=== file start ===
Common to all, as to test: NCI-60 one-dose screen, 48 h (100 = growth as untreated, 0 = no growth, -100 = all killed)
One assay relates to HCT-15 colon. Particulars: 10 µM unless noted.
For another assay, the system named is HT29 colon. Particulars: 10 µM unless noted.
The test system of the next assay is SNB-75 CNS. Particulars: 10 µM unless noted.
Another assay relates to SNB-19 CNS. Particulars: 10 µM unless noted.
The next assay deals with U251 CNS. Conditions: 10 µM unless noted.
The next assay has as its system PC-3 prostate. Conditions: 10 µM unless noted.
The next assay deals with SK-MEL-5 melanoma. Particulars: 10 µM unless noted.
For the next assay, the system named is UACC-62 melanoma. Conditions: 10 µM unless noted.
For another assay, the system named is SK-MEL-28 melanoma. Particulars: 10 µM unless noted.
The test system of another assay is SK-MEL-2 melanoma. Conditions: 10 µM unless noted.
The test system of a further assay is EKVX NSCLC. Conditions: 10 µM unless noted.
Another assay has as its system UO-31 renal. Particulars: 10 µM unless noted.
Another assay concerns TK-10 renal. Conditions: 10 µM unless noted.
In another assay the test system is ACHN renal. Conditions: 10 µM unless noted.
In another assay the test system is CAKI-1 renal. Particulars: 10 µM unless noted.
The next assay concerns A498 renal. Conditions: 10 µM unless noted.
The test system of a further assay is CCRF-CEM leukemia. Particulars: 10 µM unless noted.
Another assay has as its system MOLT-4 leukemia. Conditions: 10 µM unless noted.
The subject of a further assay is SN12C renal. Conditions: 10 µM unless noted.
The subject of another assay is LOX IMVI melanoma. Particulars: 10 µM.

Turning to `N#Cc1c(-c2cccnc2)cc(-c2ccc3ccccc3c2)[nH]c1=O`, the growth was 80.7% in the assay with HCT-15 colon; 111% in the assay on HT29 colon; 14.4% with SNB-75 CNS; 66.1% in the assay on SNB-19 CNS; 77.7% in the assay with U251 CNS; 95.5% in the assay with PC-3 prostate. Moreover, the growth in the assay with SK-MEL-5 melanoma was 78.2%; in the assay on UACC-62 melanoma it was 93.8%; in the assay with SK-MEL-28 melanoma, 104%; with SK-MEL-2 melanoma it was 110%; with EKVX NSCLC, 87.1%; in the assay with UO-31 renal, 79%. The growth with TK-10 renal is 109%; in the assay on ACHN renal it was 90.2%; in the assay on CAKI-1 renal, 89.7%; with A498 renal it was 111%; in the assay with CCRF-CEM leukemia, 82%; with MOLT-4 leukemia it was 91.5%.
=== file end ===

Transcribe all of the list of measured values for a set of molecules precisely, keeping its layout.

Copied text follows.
Common to all, as to test: NCI-60 one-dose screen, 48 h (100 = growth as untreated, 0 = no growth, -100 = all killed)
One assay relates to HCT-15 colon. Particulars: 10 µM unless noted.
For another assay, the system named is HT29 colon. Particulars: 10 µM unless noted.
The test system of the next assay is SNB-75 CNS. Particulars: 10 µM unless noted.
Another assay relates to SNB-19 CNS. Particulars: 10 µM unless noted.
The next assay deals with U251 CNS. Conditions: 10 µM unless noted.
The next assay has as its system PC-3 prostate. Conditions: 10 µM unless noted.
The next assay deals with SK-MEL-5 melanoma. Particulars: 10 µM unless noted.
For the next assay, the system named is UACC-62 melanoma. Conditions: 10 µM unless noted.
For another assay, the system named is SK-MEL-28 melanoma. Particulars: 10 µM unless noted.
The test system of another assay is SK-MEL-2 melanoma. Conditions: 10 µM unless noted.
The test system of a further assay is EKVX NSCLC. Conditions: 10 µM unless noted.
Another assay has as its system UO-31 renal. Particulars: 10 µM unless noted.
Another assay concerns TK-10 renal. Conditions: 10 µM unless noted.
In another assay the test system is ACHN renal. Conditions: 10 µM unless noted.
In another assay the test system is CAKI-1 renal. Particulars: 10 µM unless noted.
The next assay concerns A498 renal. Conditions: 10 µM unless noted.
The test system of a further assay is CCRF-CEM leukemia. Particulars: 10 µM unless noted.
Another assay has as its system MOLT-4 leukemia. Conditions: 10 µM unless noted.
The subject of a further assay is SN12C renal. Conditions: 10 µM unless noted.
The subject of another assay is LOX IMVI melanoma. Particulars: 10 µM.

Turning to `N#Cc1c(-c2cccnc2)cc(-c2ccc3ccccc3c2)[nH]c1=O`, the growth was 80.7% in the assay with HCT-15 colon; 111% in the assay on HT29 colon; 14.4% with SNB-75 CNS; 66.1% in the assay on SNB-19 CNS; 77.7% in the assay with U251 CNS; 95.5% in the assay with PC-3 prostate. Moreover, the growth in the assay with SK-MEL-5 melanoma was 78.2%; in the assay on UACC-62 melanoma it was 93.8%; in the assay with SK-MEL-28 melanoma, 104%; with SK-MEL-2 melanoma it was 110%; with EKVX NSCLC, 87.1%; in the assay with UO-31 renal, 79%. The growth with TK-10 renal is 109%; in the assay on ACHN renal it was 90.2%; in the assay on CAKI-1 renal, 89.7%; with A498 renal it was 111%; in the assay with CCRF-CEM leukemia, 82%; with MOLT-4 leukemia it was 91.5%.